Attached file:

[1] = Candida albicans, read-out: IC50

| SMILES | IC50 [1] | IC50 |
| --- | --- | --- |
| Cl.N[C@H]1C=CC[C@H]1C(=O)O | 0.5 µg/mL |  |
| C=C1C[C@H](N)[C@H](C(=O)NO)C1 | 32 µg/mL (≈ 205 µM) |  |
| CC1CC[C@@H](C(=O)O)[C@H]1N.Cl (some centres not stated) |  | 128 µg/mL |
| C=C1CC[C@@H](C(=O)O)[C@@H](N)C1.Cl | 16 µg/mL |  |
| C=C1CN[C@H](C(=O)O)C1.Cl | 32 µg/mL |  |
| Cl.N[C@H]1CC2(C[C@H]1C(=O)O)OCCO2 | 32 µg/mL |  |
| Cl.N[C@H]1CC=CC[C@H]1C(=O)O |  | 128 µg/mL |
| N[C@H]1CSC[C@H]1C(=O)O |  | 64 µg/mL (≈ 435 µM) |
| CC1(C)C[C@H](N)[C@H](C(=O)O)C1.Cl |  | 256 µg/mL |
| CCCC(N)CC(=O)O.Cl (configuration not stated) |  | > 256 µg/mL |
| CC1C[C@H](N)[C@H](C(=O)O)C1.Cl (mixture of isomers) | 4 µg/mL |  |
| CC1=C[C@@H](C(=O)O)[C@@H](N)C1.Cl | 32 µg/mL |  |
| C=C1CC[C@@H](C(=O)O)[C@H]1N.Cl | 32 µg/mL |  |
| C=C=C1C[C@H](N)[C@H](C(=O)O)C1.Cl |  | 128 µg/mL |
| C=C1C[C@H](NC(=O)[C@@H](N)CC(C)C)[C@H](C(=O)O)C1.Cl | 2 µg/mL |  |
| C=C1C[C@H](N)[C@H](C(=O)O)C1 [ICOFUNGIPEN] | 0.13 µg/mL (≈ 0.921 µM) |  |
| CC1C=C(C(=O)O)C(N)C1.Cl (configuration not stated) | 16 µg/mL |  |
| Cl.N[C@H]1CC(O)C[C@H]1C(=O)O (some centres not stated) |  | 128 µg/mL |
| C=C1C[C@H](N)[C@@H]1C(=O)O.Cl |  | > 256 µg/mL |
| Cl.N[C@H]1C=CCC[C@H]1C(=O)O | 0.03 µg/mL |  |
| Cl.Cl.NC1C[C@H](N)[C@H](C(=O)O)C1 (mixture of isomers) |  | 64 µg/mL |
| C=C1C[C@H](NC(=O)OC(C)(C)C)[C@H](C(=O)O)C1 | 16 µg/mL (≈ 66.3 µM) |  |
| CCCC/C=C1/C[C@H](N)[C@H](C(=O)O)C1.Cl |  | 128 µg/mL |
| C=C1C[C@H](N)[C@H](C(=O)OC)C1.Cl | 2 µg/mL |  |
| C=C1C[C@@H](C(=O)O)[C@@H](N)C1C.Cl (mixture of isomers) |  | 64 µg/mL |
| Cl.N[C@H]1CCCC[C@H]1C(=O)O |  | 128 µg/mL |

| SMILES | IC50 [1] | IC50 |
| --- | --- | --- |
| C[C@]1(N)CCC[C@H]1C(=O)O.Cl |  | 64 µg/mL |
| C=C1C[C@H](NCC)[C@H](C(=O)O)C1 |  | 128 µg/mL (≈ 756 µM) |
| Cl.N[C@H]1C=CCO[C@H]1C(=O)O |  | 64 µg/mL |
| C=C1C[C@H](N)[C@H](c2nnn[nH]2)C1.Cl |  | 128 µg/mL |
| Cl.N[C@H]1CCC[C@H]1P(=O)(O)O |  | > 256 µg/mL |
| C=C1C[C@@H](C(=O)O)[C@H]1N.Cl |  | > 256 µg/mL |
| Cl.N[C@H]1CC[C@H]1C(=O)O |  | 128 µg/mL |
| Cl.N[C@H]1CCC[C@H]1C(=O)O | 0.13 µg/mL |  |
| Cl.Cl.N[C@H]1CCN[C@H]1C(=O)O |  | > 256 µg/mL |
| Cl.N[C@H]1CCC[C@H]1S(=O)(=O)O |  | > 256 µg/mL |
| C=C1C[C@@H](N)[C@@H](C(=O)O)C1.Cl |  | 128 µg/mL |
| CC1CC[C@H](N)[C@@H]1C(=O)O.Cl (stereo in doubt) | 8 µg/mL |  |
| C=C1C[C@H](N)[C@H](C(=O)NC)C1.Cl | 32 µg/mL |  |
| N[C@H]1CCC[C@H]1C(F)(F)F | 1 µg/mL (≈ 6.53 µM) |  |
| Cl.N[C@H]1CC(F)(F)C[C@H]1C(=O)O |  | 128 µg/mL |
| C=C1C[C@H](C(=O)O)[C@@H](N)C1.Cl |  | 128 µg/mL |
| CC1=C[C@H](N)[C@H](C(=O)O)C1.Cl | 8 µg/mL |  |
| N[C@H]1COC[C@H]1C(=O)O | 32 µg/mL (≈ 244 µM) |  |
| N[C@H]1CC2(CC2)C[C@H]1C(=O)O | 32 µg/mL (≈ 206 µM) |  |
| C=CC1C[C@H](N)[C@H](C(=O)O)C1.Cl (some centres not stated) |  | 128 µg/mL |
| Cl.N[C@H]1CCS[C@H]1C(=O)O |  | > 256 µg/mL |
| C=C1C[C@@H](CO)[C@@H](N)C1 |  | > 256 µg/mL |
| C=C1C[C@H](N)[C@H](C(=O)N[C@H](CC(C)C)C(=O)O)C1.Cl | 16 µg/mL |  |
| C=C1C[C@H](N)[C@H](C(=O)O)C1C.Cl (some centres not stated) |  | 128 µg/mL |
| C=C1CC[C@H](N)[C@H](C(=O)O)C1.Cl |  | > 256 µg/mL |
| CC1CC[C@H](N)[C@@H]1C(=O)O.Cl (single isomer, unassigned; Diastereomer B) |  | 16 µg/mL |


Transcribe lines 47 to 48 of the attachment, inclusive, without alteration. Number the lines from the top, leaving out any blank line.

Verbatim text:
| C=C1C[C@H](C(=O)O)[C@@H](N)C1.Cl |  | 128 µg/mL |
| CC1=C[C@H](N)[C@H](C(=O)O)C1.Cl | 8 µg/mL |  |